By Rob Goyanes
Sometime in the 1960s, Peggy Nolan was sitting at a shiny black table in a factory that made penicillin pills. Her job was to sort them by hand, the broken pills from the not broken ones. She’d pull a string and the pills would slide down a chute. The good ones went into a bucket underneath the table, and the broken ones got sucked down by vacuum. “It was the most tedious, soul-killing job I ever had,” she says. One day, an inspector arrived on site, and Nolan, who describes herself as jumpy and nervous, accidentally kicked over the bucket of good, life-saving pills without realizing. She heard the crunch of the foreman’s footsteps approaching her. “He made me stand up and saw that I was pregnant,” Nolan says. “So I got fired.”
The subjects of Nolan’s photographs from the 1980s and 1990s are almost entirely her children and their proximates. In one of her black and white photographs from this period, a young woman grips a cigarette tightly between her lips as she leans over to light it with one of the candles on her birthday cake. A young man is smiling as he holds the cake, a cigarette between his fingers, a magnetic therapy bracelet on his wrist. According to the number of candles, the young woman is around 24 years old. She’s wearing a polka dot dress and a big pin that says “Kiss me it’s my birthday.” Two other people in the photo are taking photos with their own cameras—cameras, not phones. The four of them are at Sid’s Pub in Miami. There’s a payphone on the wall. There’s a sticker too, which reads “Milford Jai Alai,” and, it turns out, Milford, Connecticut had a short lived obsession with Jai Alai, the Basque sport which has enjoyed a history in South Florida, the place where Nolan has lived for many years. Lighting a cigarette with a birthday cake candle is exactly the kind of ironic excess a 24-year-old would perform.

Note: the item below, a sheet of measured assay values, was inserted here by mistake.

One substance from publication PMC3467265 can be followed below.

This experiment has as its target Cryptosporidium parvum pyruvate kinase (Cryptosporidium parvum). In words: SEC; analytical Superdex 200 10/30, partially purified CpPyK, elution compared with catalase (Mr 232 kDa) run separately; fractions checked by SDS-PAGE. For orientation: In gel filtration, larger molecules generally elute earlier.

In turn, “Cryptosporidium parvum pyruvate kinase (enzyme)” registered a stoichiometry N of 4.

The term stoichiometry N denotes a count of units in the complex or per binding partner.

In another one of Nolan’s photographs, a young man is sitting on an armchair in a living room. A young woman is sitting on his lap. Her back is turned to the camera, but we can see the smile upon the young man’s face. The smile is sweet, anticipating, the kind that comes when a lover sits on your lap. He’s wearing Nikes and his feet are on top of a skateboard deck that has no trucks or wheels. You can feel the abrasive grip-tape on top, and the soft, slightly stained carpet underneath. Her right leg is bent back, resting on his thigh and against her butt. He seems to be pinching her foot teasingly. There’s a bookcase full of books and some CDs. Rectangular columns of light. A powerline and a massively tall wall beyond the windows. The shocking clarity of first love. In another one of Nolan’s photographs, three boys, who, I would guess, are 10, 13, and 16, are flexing their biceps, mocking masculinity at three critical phases of becoming whatever a man is. In another photo, a young woman is laying on her back on the couch, the phone to her ear. She’s twirling the plastic cord between her toes. In another photo, a young man is driving and passing a joint to the person in the backseat. The driver has the tensed look of someone on the verge of exhaling. All the scenery passing by is a blur.
Untitled photo by Peggy Levison Nolan. Courtesy of Dina Mitrani Gallery
She had seven kids, though she would have had more. “I wanted a lot of my friends in my gene pool,” Nolan says. She studied creative writing at Syracuse University. Lou Reed was in her cohort. Nolan dropped out, then moved to South Florida, where she and her husband lived in a trailer with no air conditioning on a mango farm. Nolan made lunch for the farmworkers. For fun the family went to the beach at night.